Your time is valuable. Isn’t a formal job analysis just busywork? Actually, I’ll tell you why it’s not…
What is a job analysis and what does it entail? Well, a job analysis is a systematic study of a job or job family. The information gathered summarizes the primary tasks and duties of a job, as well as the knowledge, skills and abilities required to perform those tasks. It can also include information about the context in which the work is performed, such as work equipment, materials and working relationships with others.
Put simply, a job analysis is the process of defining the requirements and duties of a job. As you may already know what every position in your company entails, you may be wondering why a formal job analysis should be done. After all, isn’t it evident what a sales representative or accountant needs to do?
Well, it might not be evident to job applicants. After you post an opening, they may be under the impression they are qualified for the job, when in reality, they may not be. Or, you may miss out on someone who is perfect for the position but was scared off by an erroneous job description. Job-seekers (and recruiters, if you use them) have only the information you provide to act upon.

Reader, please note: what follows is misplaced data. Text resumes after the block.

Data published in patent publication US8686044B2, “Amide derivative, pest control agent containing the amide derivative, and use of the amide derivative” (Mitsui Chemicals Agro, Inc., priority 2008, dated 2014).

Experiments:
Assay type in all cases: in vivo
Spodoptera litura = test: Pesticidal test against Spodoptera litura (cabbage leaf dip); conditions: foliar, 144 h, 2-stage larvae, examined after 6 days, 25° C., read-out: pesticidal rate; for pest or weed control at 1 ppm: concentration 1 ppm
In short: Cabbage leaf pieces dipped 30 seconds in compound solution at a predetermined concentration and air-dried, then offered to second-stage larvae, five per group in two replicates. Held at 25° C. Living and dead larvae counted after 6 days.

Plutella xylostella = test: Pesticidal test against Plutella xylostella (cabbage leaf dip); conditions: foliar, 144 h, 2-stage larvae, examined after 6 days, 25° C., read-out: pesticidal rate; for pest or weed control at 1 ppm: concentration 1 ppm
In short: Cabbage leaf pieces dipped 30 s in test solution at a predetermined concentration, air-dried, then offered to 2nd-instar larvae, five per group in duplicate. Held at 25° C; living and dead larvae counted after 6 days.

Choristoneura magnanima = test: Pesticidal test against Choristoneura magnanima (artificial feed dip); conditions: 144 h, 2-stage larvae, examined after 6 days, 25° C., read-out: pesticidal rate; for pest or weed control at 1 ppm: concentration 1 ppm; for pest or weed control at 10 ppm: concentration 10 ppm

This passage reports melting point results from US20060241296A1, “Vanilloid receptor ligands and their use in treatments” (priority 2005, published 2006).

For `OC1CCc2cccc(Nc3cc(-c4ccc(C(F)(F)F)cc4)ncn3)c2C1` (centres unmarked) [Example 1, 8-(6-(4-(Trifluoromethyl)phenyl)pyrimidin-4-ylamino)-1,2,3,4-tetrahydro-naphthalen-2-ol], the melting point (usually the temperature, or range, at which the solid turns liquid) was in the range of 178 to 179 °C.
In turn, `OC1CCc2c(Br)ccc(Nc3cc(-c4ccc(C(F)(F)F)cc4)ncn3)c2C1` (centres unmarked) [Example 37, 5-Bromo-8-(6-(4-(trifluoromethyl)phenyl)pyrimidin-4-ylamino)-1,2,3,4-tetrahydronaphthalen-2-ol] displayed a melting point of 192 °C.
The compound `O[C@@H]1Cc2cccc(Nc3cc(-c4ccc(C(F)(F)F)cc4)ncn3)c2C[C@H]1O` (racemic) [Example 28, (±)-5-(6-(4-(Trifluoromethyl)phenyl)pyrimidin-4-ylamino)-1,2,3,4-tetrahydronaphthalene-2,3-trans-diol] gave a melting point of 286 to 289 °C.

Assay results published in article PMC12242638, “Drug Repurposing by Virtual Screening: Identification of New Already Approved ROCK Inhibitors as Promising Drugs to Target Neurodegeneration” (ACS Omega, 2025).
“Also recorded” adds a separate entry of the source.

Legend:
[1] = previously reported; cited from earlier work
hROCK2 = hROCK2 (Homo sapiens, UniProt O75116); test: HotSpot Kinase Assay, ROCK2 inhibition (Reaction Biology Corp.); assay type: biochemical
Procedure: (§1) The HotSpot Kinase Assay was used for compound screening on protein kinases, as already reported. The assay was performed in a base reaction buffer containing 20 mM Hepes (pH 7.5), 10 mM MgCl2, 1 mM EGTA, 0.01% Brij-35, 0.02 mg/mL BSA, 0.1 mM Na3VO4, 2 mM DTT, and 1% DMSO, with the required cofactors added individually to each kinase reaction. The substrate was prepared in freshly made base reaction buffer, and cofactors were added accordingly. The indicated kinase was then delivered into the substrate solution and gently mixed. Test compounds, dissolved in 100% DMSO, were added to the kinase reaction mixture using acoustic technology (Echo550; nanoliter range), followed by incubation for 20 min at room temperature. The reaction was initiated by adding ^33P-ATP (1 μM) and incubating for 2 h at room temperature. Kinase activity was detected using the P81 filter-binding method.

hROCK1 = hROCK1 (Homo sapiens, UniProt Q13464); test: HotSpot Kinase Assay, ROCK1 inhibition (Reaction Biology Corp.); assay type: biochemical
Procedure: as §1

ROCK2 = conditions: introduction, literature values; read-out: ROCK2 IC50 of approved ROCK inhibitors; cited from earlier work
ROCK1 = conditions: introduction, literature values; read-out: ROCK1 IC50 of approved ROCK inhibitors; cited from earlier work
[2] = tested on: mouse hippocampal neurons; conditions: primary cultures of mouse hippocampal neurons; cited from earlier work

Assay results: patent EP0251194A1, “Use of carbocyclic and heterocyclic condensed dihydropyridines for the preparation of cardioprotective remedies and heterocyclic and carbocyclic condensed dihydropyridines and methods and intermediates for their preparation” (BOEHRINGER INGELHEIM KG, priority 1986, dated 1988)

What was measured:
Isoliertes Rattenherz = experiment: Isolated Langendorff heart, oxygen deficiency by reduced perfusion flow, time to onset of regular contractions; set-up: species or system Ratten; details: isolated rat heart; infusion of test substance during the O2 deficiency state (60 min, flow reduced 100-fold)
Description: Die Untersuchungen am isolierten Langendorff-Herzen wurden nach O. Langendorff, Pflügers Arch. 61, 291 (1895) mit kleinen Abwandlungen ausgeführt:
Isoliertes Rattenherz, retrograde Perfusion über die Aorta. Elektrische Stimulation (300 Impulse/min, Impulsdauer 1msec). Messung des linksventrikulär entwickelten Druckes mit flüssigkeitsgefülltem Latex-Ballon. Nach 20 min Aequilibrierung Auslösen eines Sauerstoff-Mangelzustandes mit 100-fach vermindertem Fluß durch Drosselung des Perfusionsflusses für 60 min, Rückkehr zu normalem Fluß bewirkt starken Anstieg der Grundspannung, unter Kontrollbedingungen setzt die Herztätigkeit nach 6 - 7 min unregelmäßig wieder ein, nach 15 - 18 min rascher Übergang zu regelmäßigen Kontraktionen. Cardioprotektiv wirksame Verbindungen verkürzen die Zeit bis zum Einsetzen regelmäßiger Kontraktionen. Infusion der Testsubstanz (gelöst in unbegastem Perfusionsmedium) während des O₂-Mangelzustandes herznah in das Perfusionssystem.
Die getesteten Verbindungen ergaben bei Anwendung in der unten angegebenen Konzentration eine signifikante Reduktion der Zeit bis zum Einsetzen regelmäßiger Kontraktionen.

Also, just as you expect any job applicant to be fully prepared when they come in for an interview, so too should you. That means you’ll have your interview questions created ahead of time based on the job competencies. And standardization of the interview process will create consistency and help eliminate any confusion about an applicant’s suitability for the position.
The benefits of job analyses are not limited to the hiring process. Current employees can be held accountable to their job duties because the expectations for those duties are clearly documented. It also makes a nice checklist when it comes time for performance reviews. And there should be a clearly defined place for the position on the organization chart. No more bickering over who reports to whom.
It’s important to note that a wide range of legal entities, such as the Equal Employment Opportunity Commission, the Office of Federal Contract Compliance Programs and the U.S. Supreme Court have acknowledged the importance of a job analysis, regardless of what selection procedures an employer is using.
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